When free speech offends Muslims
Cases in Canada show the value of standing firm.
"Everybody favours free speech in the slack moments when no axes are being ground," 20th-century American journalist Heywood Broun once wrote. The real test of mettle is allowing free speech to thrive while axes aggressively grind. Just ask Canadian publisher Ezra Levant and author Mark Steyn.
In February 2006, Levant's conservative magazine, the now-online-only Western Standard, reprinted the Danish Muhammad cartoons. Shortly thereafter, Syed Soharwardy, the national president of the Islamic Supreme Council of Canada, filed a Koranic-verse laden complaint against Mr. Levant with the Alberta Human Rights and Citizenship Commission, claiming discrimination.
Canada's Human Rights Commissions (HRC) are government agencies, not courts. They were set up, starting in the 1960s, to fight job and housing discrimination â€“ offensive acts, not words. Borne of good intention, some argue they have paved a path to politically correct hell. Those behind the creation of the commissions maintain they were never meant to impede free speech â€“ a right guaranteed under Canada's Charter of Rights and Freedoms â€“ and that "thought crime" cases represent a fraction of the commissions' work.
As many of those complaints were brought against crackpot anti-Semites and Holocaust deniers, or Christian fundamentalists expressing extreme antigay views, few Canadians wasted a moment worrying about them. Therein lies the cautionary tale. The odious have to be free to speak â€“ provided they are not inciting violence â€“ or none of us are.
With limited exceptions, the aforementioned cases received little attention. Then along came Levant. Even those to whom he is not beloved are waking up to the dangers of a lumbering system in which there are no real rules of procedure, the accused must pay their own way and could ultimately be compelled to pay a fine and apologize, while the complainant relies on taxpayers to protect his or her "human right" to not feel offended.
Levant is preternaturally media savvy, and when he made his appearance before the Alberta commission â€“ this January â€“ he had it videotaped, promptly posting the recordings on YouTube. Some 400,000 people have watched his bristly exchanges with the hapless commission representative. Levant, a lawyer, peppered her with questions of his own and reminded her of the freedoms that the HRC was trampling upon:
"For a government bureaucrat to call any publisher or anyone else to an interrogation to be quizzed about his political or religious expression is a violation of 800 years of common law, a Universal Declaration of Rights, a Bill of Rights, and a Charter of Rights. This commission is applying Saudi values, not Canadian values."
The resulting publicity proved too much for Imam Soharwardy. He dropped his complaint after two years and much public money spent, stating his newfound appreciation for the values of his adopted country: "I understand that most Canadians see this as an issue of freedom of speech, that that principle is sacred and holy in our society." Levant still faces a similar complaint from the Edmonton Council of Muslim Communities.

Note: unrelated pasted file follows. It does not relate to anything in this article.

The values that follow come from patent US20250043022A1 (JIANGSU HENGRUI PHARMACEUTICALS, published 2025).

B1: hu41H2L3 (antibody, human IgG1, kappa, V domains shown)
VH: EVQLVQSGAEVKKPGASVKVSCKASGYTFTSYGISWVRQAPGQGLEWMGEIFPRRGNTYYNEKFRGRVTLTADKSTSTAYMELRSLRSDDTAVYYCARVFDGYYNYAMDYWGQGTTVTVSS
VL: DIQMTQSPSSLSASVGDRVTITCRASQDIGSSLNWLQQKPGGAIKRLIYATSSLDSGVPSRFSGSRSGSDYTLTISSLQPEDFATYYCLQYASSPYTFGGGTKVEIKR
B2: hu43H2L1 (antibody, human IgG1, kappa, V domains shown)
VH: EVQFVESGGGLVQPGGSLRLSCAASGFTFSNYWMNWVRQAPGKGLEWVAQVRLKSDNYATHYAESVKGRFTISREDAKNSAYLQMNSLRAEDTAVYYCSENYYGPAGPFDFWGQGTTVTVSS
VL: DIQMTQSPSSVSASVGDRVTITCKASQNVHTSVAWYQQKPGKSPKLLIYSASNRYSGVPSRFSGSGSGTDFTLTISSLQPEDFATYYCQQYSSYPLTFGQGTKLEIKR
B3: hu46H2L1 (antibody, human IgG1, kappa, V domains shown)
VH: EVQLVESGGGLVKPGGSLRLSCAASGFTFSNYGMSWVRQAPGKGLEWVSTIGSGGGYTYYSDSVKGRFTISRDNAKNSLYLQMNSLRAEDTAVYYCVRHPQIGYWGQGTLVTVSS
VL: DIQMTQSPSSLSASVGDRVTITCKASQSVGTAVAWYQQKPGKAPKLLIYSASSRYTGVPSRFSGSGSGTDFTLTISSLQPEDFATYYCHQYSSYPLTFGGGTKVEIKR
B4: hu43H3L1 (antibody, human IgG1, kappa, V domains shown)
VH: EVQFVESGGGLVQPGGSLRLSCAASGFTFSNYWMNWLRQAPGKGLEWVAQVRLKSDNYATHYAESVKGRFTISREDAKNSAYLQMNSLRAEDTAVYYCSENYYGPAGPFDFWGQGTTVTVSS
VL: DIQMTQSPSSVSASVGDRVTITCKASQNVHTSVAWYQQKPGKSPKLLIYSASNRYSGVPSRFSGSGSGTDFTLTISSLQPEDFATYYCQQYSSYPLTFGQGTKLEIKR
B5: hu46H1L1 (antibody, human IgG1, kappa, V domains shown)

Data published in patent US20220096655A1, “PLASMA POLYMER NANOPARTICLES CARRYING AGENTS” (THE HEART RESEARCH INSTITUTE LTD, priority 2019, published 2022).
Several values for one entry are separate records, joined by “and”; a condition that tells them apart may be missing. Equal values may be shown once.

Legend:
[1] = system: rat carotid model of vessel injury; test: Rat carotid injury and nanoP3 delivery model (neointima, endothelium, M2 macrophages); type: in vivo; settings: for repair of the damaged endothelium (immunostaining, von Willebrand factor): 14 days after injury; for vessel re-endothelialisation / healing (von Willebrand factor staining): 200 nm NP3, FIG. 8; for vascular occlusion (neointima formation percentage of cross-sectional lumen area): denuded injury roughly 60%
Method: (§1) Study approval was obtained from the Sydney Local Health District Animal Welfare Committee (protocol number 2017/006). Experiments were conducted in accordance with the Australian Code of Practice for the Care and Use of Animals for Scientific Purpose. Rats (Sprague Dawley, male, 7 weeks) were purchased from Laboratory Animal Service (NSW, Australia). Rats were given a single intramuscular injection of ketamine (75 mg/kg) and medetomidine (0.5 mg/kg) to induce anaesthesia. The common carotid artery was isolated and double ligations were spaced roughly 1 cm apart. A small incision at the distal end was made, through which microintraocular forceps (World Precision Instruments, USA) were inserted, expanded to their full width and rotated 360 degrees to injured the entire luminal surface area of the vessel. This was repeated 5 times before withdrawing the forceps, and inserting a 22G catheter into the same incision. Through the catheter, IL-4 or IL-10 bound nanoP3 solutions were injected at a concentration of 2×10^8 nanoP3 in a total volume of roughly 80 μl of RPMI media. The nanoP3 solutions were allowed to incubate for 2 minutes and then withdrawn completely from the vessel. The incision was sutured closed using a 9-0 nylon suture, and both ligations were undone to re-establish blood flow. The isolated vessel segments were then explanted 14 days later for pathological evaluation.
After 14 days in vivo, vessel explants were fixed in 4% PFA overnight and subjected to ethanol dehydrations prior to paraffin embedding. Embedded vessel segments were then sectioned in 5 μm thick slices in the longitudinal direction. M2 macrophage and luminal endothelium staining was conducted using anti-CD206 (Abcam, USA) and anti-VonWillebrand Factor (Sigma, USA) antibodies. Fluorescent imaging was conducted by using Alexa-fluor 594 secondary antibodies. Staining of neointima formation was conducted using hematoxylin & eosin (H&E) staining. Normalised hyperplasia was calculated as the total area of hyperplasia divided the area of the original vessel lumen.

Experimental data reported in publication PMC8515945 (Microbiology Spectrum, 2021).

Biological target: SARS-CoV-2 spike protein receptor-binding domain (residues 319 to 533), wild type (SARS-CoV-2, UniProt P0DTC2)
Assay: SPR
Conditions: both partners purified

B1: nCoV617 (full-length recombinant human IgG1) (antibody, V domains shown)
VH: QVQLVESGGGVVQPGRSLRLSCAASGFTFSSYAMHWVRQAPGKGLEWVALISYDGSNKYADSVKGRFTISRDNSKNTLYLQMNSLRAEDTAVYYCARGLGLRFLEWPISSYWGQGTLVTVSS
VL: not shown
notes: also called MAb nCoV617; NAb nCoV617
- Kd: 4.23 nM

This, in turn, has brought unprecedented scrutiny to complaints against Maclean's, a mainstream magazine that's a mix of Time and US Weekly. Though some call it right-of-center, its main agenda appears to be getting attention. (Last fall, Maclean's ran a cover story critical of the war in Iraq featuring President Bush made to appear as Saddam Hussein.)
In October 2006, Maclean's ran an excerpt from Mark Steyn's book, "America Alone: The End of the World as We Know It." (Mr. Steyn is a Maclean's columnist.) Bothered by the Steyn reprints, four law students (since joined by a fifth) asserted that Maclean's presented an inflammatory view of Islam. The students met with Maclean's editor Kenneth Whyte, and asked him to publish a lengthy response, as though a magazine editor were required to cater content to indignant readers.
Mr. Whyte, quite rightly, refused â€“ 27 letters to the editor regarding Steyn's story had already been published. So the students, with the backing of the Canadian Islamic Congress (CIC), filed complaints against the magazine.
If the HRC found Levant's YouTube clips formidable, it won't know what hit it when media mogul Ted Rogers, the owner of Maclean's, fights back â€“ if the case gets that far.
Since January, op-eds supportive of Maclean's and Levant's positions from even left-leaning newspapers have abounded. A motion has been put forth in Canada's parliament to remove the section of the Human Rights Act that prescribes speech. Organizations such as the Canadian Civil Liberties Association and PEN Canada (some of whose members can't abide Levant's and Steyn's politics) have called for similar amendments and for the complaints against Maclean's and Levant to be dropped.
The reverberations don't end there. The Canadian Broadcasting Corporation recently did something it was too craven to do two years ago. During a news segment regarding the HRC, Canada's public broadcaster aired â€“ briefly, fleetingly â€“ the Danish cartoons. This is heartening. Much of the Canadian â€“ and Western â€“ left has seemed far too eager in recent years to buckle in the face of, and even sympathize with, Islamist extremism. Let's hope these cases bring about an understanding of what's at stake.
â€¢ Rondi Adamson is a Canadian writer.